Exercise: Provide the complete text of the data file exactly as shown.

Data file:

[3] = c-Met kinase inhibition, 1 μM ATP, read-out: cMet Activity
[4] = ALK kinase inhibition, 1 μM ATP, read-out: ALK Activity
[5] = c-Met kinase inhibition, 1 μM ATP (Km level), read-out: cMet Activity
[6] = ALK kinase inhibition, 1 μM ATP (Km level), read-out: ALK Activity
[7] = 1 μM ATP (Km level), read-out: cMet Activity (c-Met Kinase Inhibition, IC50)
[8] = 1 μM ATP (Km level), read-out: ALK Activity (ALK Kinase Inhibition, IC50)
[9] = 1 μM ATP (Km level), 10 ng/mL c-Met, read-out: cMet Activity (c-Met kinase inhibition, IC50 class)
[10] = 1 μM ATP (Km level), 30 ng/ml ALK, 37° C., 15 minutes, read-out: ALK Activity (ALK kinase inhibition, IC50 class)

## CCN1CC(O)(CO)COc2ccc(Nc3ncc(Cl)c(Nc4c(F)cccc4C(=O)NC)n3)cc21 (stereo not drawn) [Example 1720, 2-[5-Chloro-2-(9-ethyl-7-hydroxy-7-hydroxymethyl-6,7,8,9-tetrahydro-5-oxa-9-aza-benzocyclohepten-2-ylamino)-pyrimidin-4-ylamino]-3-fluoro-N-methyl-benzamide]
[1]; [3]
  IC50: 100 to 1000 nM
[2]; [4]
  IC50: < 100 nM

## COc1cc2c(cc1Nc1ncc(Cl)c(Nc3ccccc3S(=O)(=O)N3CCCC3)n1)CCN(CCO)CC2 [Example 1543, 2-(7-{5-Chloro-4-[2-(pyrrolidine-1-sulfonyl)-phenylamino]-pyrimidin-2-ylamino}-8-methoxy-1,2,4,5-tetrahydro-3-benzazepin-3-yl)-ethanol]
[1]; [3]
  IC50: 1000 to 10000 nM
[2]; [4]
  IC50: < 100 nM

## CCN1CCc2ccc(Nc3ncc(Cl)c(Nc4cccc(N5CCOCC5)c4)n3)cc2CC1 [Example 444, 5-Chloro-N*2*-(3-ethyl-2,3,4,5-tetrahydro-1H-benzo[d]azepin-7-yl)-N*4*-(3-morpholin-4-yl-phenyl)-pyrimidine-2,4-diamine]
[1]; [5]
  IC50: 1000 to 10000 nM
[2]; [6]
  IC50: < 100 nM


[3] = c-Met kinase inhibition, 1 μM ATP, read-out: cMet Activity
[4] = ALK kinase inhibition, 1 μM ATP, read-out: ALK Activity
[5] = c-Met kinase inhibition, 1 μM ATP (Km level), read-out: cMet Activity
[6] = ALK kinase inhibition, 1 μM ATP (Km level), read-out: ALK Activity
[7] = 1 μM ATP (Km level), read-out: cMet Activity (c-Met Kinase Inhibition, IC50)
[8] = 1 μM ATP (Km level), read-out: ALK Activity (ALK Kinase Inhibition, IC50)
[9] = 1 μM ATP (Km level), 10 ng/mL c-Met, read-out: cMet Activity (c-Met kinase inhibition, IC50 class)
[10] = 1 μM ATP (Km level), 30 ng/ml ALK, 37° C., 15 minutes, read-out: ALK Activity (ALK kinase inhibition, IC50 class)

## CCN1CC(O)(CO)COc2ccc(Nc3ncc(Cl)c(Nc4c(F)cccc4C(=O)NC)n3)cc21 (stereo not drawn) [Example 1720, 2-[5-Chloro-2-(9-ethyl-7-hydroxy-7-hydroxymethyl-6,7,8,9-tetrahydro-5-oxa-9-aza-benzocyclohepten-2-ylamino)-pyrimidin-4-ylamino]-3-fluoro-N-methyl-benzamide]
[1]; [3]
  IC50: 100 to 1000 nM
[2]; [4]
  IC50: < 100 nM

## COc1cc2c(cc1Nc1ncc(Cl)c(Nc3ccccc3S(=O)(=O)N3CCCC3)n1)CCN(CCO)CC2 [Example 1543, 2-(7-{5-Chloro-4-[2-(pyrrolidine-1-sulfonyl)-phenylamino]-pyrimidin-2-ylamino}-8-methoxy-1,2,4,5-tetrahydro-3-benzazepin-3-yl)-ethanol]
[1]; [3]
  IC50: 1000 to 10000 nM
[2]; [4]
  IC50: < 100 nM

## CCN1CCc2ccc(Nc3ncc(Cl)c(Nc4cccc(N5CCOCC5)c4)n3)cc2CC1 [Example 444, 5-Chloro-N*2*-(3-ethyl-2,3,4,5-tetrahydro-1H-benzo[d]azepin-7-yl)-N*4*-(3-morpholin-4-yl-phenyl)-pyrimidine-2,4-diamine]
[1]; [5]
  IC50: 1000 to 10000 nM
[2]; [6]
  IC50: < 100 nM